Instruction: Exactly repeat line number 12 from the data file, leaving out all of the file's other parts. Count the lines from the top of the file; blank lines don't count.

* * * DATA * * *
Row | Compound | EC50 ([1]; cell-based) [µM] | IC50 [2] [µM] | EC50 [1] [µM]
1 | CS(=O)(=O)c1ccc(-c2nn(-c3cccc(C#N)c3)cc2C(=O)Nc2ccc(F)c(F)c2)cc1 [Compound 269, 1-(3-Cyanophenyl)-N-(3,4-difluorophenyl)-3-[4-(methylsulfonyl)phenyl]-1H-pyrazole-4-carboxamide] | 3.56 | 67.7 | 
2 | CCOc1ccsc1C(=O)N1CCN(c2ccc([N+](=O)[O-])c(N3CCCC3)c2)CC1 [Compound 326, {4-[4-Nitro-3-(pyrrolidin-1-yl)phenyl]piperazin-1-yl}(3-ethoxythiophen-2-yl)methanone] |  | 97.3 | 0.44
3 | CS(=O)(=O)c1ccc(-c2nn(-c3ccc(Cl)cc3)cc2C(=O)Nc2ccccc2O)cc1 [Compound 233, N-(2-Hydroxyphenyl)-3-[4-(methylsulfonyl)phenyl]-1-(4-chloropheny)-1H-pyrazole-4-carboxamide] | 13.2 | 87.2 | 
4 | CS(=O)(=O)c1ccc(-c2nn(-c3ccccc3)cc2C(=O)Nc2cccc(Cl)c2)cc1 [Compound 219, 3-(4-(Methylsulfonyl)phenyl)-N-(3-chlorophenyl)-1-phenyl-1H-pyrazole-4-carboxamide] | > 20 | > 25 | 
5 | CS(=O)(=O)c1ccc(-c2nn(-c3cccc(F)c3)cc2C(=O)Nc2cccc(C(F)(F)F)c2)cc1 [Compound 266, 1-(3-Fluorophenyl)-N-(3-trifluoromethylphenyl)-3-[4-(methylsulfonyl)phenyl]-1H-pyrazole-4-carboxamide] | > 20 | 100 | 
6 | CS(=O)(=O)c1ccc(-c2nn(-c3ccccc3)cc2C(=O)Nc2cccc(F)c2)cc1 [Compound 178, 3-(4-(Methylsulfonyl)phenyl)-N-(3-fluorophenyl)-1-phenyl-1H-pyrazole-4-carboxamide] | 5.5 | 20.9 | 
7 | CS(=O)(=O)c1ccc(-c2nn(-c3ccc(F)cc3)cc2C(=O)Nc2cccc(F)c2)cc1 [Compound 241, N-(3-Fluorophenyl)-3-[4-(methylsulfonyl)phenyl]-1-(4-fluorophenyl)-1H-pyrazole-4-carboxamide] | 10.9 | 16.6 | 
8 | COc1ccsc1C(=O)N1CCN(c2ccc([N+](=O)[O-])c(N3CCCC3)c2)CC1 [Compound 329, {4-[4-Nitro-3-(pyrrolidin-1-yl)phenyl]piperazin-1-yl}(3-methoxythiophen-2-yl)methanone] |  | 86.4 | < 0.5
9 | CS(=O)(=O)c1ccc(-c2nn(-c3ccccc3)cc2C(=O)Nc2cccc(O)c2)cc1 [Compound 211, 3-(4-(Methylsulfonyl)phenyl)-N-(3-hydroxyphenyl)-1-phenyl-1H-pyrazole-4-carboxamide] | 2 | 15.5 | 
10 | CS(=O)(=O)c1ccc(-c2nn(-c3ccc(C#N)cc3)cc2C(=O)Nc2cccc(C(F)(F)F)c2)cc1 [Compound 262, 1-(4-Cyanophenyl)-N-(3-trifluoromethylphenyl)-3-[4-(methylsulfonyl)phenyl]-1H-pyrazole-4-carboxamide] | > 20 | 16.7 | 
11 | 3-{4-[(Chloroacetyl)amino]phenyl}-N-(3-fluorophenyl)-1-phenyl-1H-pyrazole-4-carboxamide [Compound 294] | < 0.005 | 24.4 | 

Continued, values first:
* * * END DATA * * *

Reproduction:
11 | 3-{4-[(Chloroacetyl)amino]phenyl}-N-(3-fluorophenyl)-1-phenyl-1H-pyrazole-4-carboxamide [Compound 294] | < 0.005 | 24.4 | 